By Jill Fox
The proposed budget for 2021 was presented at the city commission meeting, and despite rising property values, the millage rate will remain the same.
In a letter by City Manager Nancy Morando, she explained how the budget was prepared during a unique time in the absence of typical strategic planning sessions.
The COVID-19 pandemic led to the cancellation of these sessions, and a fiscal guidance workshop held on June 17 provided the city commission with available information to evaluate finance options and how best to position the city for 2021 and beyond.
“Since the founding of our city, Parkland residents have never experienced closures, cancellations, emergency orders, and disruption to our way of life the way they did from February 2020 through the publishing of this document,” wrote Morando.
The total fiscal year 2021 budget equals $48,480,550, representing a 15.1 percent decrease from 2020. The realities and uncertainties of COVID-19 required the city to adjust to these unprecedented times.
The city’s largest revenue source of revenue is ad valorem taxes, which comprise 57 percent of all General Fund revenue. For the 2021 budget year, the city had an increase of 6.99 percent or $355 million in taxable value. This increase resulted in an additional $1.5 million in ad valorem revenue.
Existing residential growth was 2.33 percent or $106 million and will contribute an additional $440,000 in new ad valorem revenue in 2021. New residential construction added $249 million in taxable value, which adds an additional $1,040,000 in new ad valorem revenue.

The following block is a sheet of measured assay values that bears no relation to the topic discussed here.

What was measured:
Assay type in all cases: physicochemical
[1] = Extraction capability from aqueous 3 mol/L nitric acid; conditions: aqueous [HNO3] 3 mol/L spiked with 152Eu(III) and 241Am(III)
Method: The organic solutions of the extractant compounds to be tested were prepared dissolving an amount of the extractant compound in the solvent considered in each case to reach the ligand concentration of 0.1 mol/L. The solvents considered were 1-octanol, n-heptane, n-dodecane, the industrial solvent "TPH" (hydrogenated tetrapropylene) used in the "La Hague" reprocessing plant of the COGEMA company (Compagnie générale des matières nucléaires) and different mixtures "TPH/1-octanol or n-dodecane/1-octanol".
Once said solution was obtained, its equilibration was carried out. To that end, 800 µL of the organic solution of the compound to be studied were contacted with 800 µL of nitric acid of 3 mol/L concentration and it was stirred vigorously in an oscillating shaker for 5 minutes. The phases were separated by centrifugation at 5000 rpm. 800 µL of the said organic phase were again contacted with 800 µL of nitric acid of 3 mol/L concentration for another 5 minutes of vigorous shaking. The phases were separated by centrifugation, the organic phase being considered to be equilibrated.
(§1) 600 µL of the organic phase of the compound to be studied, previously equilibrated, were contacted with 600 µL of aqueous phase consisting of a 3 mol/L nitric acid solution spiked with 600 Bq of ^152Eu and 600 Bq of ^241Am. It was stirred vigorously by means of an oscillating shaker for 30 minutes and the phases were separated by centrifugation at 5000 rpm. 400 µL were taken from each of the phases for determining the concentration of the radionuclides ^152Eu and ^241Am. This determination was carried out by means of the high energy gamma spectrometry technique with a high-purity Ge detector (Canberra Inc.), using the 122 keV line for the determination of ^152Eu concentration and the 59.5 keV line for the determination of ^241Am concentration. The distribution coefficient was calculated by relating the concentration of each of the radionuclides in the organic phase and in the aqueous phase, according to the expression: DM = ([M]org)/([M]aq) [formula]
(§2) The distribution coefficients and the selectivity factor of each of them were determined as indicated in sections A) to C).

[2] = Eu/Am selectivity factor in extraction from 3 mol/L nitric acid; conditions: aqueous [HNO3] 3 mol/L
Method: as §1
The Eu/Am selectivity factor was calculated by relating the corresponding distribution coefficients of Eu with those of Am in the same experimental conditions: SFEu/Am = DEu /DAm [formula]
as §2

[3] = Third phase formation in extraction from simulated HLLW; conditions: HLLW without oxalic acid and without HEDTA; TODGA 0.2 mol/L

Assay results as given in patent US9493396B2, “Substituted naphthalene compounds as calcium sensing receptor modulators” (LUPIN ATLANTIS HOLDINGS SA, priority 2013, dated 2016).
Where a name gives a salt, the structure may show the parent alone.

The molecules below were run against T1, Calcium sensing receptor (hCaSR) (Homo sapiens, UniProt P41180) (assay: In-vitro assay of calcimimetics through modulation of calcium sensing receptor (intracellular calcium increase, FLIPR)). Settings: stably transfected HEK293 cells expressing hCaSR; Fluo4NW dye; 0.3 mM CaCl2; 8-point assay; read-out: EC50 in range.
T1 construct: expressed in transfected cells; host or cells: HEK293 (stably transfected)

The capital improvement program for 2021 provides spending on necessary park repairs, equipment, and infrastructure replacements. Another integral part of the 2021 budget is taxable values provided by the Broward County Property Appraiser’s Office.
The millage rate, which represents the amount per every $1,000 of a property’s assessed value, is used to calculate property taxes. The proposed millage rate was 4.4 — the same as in 2020.
At Wednesday’s meeting, a resolution passed 4 to 1 to send the property appraiser the proposed millage rate of 4.4 mills for 2021.
Mayor Christine Hunschofsky said she would prefer to go with the roll-back rate of 4.2998 to make sure residents were not paying a higher amount than last year and explained the millage rate might stay the same, however, if property values increase, residents would have to pay slightly more than last year.
Fire and Solid Waste
The proposed fire assessment fee for 2021 is $250 per residential unit, which is the same as in 2020.
The proposed solid waste assessment is $389.28 for each residential unit, which represents a $0.72 increase over the 2020 adopted solid waste assessment.
Chris Johnson, the finance director, who prepared the budget documents along with Budget and Grants Manager, Sherri Toops, said, depending on how the pandemic plays out, they will hold a residents’ workshop on Wednesday, August 12 at 6:00 p.m.
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